Outpatient Surgery Magazine

Manager's Guide to Surgery's Ambulatory Anesthesia - July 2015

Outpatient Surgery Magazine, providing current information on Surgical Services, Surgical Facility Administration, Outpatient Surgery News and Trends, OR Excellence and more.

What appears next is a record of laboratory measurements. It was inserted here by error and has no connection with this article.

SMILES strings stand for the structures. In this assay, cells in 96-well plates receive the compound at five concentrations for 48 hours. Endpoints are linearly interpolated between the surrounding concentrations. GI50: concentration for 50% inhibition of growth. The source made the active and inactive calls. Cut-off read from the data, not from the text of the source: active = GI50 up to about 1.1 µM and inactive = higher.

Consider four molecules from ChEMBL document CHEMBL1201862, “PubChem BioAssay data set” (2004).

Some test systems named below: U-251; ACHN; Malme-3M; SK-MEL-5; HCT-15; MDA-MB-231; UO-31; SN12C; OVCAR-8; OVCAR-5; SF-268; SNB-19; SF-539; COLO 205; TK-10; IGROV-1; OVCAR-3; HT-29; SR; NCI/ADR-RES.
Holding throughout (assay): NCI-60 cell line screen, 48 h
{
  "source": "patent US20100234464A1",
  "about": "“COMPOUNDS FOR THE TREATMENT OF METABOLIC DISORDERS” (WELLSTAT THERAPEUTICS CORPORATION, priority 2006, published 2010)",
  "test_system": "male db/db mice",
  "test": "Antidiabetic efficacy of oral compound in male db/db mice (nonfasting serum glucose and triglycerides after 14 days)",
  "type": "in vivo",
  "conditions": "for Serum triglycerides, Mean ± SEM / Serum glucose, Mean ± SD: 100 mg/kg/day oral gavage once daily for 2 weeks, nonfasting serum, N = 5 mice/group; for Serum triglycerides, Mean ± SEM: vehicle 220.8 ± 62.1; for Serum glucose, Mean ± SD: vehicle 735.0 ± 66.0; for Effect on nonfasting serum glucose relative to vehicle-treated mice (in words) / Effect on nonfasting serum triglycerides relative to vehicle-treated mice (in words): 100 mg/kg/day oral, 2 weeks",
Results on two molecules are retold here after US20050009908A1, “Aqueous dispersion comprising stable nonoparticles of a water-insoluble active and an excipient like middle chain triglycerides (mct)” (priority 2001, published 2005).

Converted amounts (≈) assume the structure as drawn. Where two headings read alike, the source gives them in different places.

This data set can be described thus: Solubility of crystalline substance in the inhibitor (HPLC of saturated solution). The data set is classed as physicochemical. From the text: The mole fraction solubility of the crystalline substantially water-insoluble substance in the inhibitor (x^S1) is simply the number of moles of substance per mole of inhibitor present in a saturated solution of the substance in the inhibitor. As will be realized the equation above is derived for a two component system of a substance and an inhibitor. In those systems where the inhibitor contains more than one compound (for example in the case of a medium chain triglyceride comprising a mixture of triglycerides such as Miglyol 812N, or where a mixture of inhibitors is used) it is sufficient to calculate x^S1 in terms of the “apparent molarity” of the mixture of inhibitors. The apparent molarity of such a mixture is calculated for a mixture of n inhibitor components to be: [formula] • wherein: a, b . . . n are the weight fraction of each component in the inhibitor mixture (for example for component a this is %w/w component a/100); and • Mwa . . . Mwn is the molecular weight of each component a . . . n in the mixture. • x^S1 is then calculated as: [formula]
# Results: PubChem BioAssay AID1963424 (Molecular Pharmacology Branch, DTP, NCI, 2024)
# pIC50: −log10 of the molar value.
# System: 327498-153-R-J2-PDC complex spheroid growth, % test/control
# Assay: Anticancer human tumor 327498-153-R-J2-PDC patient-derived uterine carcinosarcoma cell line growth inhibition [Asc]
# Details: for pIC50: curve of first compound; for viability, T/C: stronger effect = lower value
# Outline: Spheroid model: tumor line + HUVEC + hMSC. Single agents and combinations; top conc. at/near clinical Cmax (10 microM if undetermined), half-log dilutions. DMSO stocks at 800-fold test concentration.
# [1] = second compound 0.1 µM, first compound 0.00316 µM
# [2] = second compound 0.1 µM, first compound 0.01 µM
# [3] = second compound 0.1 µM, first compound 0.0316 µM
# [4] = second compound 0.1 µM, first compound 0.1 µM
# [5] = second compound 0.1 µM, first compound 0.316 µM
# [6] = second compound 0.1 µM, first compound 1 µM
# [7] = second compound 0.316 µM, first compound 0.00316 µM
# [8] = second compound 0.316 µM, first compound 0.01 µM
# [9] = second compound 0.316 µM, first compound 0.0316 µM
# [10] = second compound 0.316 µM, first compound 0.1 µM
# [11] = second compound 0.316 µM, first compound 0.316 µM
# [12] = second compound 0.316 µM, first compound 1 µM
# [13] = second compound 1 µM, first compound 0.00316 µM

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1 8 S U P P L E M E N T T O O U T P A T I E N T S U R G E R Y M A G A Z I N E J U LY 2 0 1 5 STANDARDIZED DOSES UC Irvine's Pain-Control Protocol In pre-op: Initiate oral pain protocol • acetaminophen 1,000 mg PO NOW • oxycodone sustained release 10 or 20 mg PO NOW • gabapentin 300 or 600 mg PO NOW • Celecoxib 200 or 400 mg PO NOW (patients with serious allergy or intolerance receive etodolac 500 mg orally) In the OR: • Administer preferred spinal anesthetic: 0.75% bupivacaine 1.4 to 1.6 mg with fentanyl 20 mcg and low-dose propofol IV infusion. • Intraop periarticular mixture total 100 ml once in divided doses: - epinephrine 1 mg/ml; 0.5 ml - ketorolac 30 mg/ml; 1 ml - clonidine 100 mcg/ml; 0.8 ml - ropivacaine 5 mg/ml; 49.25 ml - sodium chloride 0.09%; 48.45 ml • 1 dose of IV ketorolac 15 mg In post-op: • acetaminophen 1,000 mg plus oxycodone 10 mg orally • PRN VAS pain score = 4 • opiates PRN; dilaudid in divided doses In the patient care unit: • acetaminophen 1,000 mg orally every 8 hours around the clock, not to exceed 4 g per 24 h. • oxycodone sustained released 10 or 20 mg orally every 12 hours • gabapentin 300 mg orally every night at bed- time, with adjustments for renal impairment • tramadol 50 mg orally every 6 hours PRN for mild pain (used with caution in patients with seizure history) • oxycodone immediate release 5 mg orally every 4 hours PRN for moderate pain • oxycodone immediate release 10 mg orally every 4 h PRN for severe pain • ketorolac 7.5 mg IV every 6 hours x 2 doses started 6 hours after surgery • hydromorphone 0.2 to 0.4 mg IV push every 2 hours PRN breakthrough pain — Zeev Kain, MD, MBA

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